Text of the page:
Molecular distributions of dicarboxylic acids, ketocarboxylic acids and α-dicarbonyls in biomass burning aerosols: implications for photochemical production and degradation in smoke layers
- 1Institute of Low Temperature Science, Hokkaido University, Sapporo, Japan
- 2Graduate School of Environmental Science, Hokkaido University, Sapporo, Japan
- 3Biogeochemistry Department, Max Planck Institute for Chemistry, Mainz, Germany
- 4Department of Earth and Environmental Sciences, University of Pannonia, Veszprém, Hungary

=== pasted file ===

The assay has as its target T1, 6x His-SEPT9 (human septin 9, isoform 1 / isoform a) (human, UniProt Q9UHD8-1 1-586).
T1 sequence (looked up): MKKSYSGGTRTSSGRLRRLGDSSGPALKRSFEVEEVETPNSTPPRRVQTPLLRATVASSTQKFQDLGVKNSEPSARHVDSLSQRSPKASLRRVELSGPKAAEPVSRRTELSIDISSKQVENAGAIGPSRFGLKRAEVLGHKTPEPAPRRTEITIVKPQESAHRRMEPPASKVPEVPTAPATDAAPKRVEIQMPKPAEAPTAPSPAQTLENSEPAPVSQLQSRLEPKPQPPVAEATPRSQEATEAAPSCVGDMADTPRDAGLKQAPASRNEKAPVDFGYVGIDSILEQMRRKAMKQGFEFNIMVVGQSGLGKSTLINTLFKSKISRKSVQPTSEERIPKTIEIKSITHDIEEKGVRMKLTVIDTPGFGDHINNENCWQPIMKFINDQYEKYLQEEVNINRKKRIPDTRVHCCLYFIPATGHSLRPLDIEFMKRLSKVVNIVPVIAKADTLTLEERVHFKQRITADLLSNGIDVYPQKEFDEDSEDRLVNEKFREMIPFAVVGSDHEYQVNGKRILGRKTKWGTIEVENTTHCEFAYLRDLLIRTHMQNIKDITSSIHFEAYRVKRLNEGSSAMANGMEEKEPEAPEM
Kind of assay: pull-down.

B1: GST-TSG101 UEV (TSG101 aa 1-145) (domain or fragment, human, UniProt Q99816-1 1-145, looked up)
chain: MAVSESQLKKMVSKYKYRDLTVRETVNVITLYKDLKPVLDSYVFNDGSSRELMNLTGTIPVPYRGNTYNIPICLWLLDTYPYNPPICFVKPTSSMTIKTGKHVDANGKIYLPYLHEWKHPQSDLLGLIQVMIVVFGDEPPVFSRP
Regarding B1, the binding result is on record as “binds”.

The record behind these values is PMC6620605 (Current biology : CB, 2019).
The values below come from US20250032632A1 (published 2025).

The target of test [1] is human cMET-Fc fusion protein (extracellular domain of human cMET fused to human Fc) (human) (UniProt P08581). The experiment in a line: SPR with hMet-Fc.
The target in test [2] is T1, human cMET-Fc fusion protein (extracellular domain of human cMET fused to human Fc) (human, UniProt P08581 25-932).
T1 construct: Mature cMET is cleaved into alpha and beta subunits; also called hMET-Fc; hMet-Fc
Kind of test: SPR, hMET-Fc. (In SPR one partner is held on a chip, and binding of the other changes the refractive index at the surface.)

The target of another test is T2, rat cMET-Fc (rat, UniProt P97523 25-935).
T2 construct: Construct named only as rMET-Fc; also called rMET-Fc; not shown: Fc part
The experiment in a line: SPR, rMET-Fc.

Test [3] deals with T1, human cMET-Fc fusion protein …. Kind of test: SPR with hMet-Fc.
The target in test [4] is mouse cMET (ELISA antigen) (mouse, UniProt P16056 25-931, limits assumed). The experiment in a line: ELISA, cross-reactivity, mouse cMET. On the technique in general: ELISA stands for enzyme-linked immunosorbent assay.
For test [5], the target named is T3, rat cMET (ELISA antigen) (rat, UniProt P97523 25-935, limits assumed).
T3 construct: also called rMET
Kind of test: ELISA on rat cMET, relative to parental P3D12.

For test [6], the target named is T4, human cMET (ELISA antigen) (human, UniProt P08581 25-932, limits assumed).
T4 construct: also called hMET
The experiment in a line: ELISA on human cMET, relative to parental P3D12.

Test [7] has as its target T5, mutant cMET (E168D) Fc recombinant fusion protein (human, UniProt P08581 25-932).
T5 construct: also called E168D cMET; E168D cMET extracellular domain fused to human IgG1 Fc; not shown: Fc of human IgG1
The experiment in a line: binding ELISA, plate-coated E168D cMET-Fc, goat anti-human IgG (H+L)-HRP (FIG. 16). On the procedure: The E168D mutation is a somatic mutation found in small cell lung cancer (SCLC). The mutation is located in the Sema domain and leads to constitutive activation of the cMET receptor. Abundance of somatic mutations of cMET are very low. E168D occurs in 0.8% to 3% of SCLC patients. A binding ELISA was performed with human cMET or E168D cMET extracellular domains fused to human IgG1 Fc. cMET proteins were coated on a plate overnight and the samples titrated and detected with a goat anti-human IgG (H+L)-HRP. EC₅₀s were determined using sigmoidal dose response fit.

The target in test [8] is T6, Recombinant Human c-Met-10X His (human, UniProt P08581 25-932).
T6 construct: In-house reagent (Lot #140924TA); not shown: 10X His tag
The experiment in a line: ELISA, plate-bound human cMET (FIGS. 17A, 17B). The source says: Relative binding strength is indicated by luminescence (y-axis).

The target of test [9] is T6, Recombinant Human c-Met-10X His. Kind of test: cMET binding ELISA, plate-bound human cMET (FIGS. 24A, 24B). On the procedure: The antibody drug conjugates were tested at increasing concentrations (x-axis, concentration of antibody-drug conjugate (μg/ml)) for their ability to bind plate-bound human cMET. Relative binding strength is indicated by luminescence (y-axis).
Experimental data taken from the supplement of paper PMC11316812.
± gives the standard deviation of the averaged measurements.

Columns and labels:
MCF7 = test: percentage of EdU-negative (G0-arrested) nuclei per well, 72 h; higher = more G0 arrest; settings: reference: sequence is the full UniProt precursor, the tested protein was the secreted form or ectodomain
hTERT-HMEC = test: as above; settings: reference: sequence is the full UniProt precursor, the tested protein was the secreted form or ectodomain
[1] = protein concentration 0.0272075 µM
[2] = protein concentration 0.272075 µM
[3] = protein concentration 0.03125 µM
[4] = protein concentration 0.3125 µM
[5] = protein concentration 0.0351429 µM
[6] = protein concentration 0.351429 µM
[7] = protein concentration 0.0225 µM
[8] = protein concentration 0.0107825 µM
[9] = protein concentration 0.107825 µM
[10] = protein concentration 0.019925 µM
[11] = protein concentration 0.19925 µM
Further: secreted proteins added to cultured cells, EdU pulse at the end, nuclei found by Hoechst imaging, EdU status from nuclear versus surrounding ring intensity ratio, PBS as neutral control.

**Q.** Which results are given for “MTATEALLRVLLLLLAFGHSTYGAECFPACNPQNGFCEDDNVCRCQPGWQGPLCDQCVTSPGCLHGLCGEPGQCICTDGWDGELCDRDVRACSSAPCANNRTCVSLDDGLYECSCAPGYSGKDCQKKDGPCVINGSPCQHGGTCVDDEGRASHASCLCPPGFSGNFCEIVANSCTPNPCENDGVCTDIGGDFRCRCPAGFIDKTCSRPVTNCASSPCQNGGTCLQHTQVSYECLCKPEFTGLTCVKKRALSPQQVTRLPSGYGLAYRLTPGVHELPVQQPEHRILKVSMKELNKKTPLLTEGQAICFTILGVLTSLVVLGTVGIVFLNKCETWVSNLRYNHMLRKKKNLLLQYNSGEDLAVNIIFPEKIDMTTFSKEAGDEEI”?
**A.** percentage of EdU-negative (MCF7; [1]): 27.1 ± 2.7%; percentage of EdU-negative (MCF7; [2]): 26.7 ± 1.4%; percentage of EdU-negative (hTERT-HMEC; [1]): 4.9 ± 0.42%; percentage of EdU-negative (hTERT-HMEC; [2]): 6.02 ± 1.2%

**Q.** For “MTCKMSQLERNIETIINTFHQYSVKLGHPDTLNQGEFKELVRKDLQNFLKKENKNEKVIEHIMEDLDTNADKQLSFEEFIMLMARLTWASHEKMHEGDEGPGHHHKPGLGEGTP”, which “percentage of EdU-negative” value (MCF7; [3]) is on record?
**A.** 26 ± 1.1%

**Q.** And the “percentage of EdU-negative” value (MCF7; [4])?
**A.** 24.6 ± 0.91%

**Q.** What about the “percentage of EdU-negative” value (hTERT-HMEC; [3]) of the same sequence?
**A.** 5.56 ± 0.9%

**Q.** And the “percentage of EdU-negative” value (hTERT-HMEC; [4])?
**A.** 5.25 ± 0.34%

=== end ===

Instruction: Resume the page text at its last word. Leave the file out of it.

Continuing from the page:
Abstract. Aerosols in the size class <2.5 μm (6 daytime and 9 nighttime samples) were collected at a pasture site in Rondônia, Brazil, during the intensive biomass burning period of 16–26 September 2002 as part of the Large-Scale Biosphere-Atmosphere Experiment in Amazonia – Smoke, Aerosols, Clouds, Rainfall and Climate (LBA-SMOCC). Homologous series of dicarboxylic acids (C2–C11) and related compounds (ketocarboxylic acids and α-dicarbonyls) were identified using gas chromatography (GC) and GC/mass spectrometry (GC/MS). Among the species detected, oxalic acid was found to be the most abundant, followed by succinic, malonic and glyoxylic acids. Average concentrations of total dicarboxylic acids, ketocarboxylic acids and α-dicarbonyls in the aerosol samples were 2180, 167 and 56 ng m−3, respectively. These are 2–8, 3–11 and 2–16 times higher, respectively, than those reported in urban aerosols, such as in 14 Chinese megacities. Higher ratios of dicarboxylic acids and related compounds to biomass burning tracers (levoglucosan and K+) were found in the daytime than in the nighttime, suggesting the importance of photochemical production. On the other hand, higher ratios of oxalic acid to other dicarboxylic acids and related compounds normalized to biomass burning tracers (levoglucosan and K+) in the daytime provide evidence for the possible degradation of dicarboxylic acids (≥C3) in this smoke-polluted environment. Assuming that these and related compounds are photo-chemically oxidized to oxalic acid in the daytime, and given their linear relationship, they could account for, on average, 77% of the formation of oxalic acid. The remaining portion of oxalic acid may have been directly emitted from biomass burning as suggested by a good correlation with the biomass burning tracers (K+, CO and ECa) and organic carbon (OC). However, photochemical production from other precursors could not be excluded.